Despite said laziness, I did consider having a third child when I was in the hospital exhilarated by my first labor and besotted with my first baby, but that was before I had my daughter. After Maeve, we had one of each, a perfect family. We fit into our car and three-bedroom home, could sit one adult, one kid on planes. Even then, we sometimes overflowed – two kids who do not add up to 80 pounds are still enough to push me out of a king-sized bed.
Because of this fullness of heart and home (and over-fullness of bed), as well as my fear of ever having another miscarriage, I thought we were done having children. The news of my pregnancy was such a shock that I would wake up in the middle of the night and struggle to get the details right – was I pregnant? Still? For the first few weeks, I lived under a double-edged sword of doubt: doubt that anyone would survive this disruption to our family and doubt that the pregnancy would even last.
When the first trimester passed, I was free to agonize over what we were going to do with this child, whoever he or she was. As usual, my subconscious was way ahead of me: from 12 weeks, I began waking up in the middle of the night panicked that I had a baby to feed. During the day, I began to panic about the adjustments I would have to make to my vision of our family’s future. (Note: I am not great with changes in plan.) I made demands of my husband with the drama of deathbed wishes. “Promise me you will take Johnny skiing this February like we planned,” I choked. I clutched Maeve to my chest and swore to her that I would not forget about her.
Granted some of my worries were more silly than serious, but the practical details were easy to deal with. We made room in our house and surrendered to the minivan, but getting over what I was sure everyone would lose – fun we had planned, my full attention and love, sleep – was a little sad. I was worried about the extra work of a third baby, but I was more worried that I would shortchange the family that was already here.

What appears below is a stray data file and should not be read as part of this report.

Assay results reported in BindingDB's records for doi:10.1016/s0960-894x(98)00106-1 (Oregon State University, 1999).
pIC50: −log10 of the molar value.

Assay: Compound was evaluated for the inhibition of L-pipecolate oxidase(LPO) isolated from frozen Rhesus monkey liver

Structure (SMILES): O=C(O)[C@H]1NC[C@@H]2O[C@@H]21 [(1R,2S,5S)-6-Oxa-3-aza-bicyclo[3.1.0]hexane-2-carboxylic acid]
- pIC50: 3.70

Then, somewhere around the unpacking of the baby clothes at the beginning of my third trimester, an image of my third child began to appear in my daydreams. Even though at this point I knew it was a he, I still did not know who he was, but I could see what a family with him would look like – and I liked what I saw. I imagined my kids in high school being one of those big, tight-knit clans that everyone knows. “Oh, you’re one of the Donoghues,” people would say. I fantasized that my kids would one day share an apartment, form a singing group (the Donoghue trio?), and stage shows. I fell in love with these visions as much as I had my old vision of my children and our future – at times I even got carried away (was three enough for a singing group?).
Before I had these children to fantasize about, there were dark moments on my road to fertility when I saw what life without a child would look like. So, I knew from the time I took that pregnancy test when we got back from our vacation that, despite my anxiety, this was a much better moment. Nothing about starting a family or my children themselves has quite been as I expected. Having a child just like me and then having one so unlike me were both surprises. That the unexpected will happen characterizes my family more than anything else, so it makes sense that my third child would exhibit that trait before any others. Having accepted that I could not see the future, when I finally met him, it was easy to say, “I don’t know who you are, but I love you.”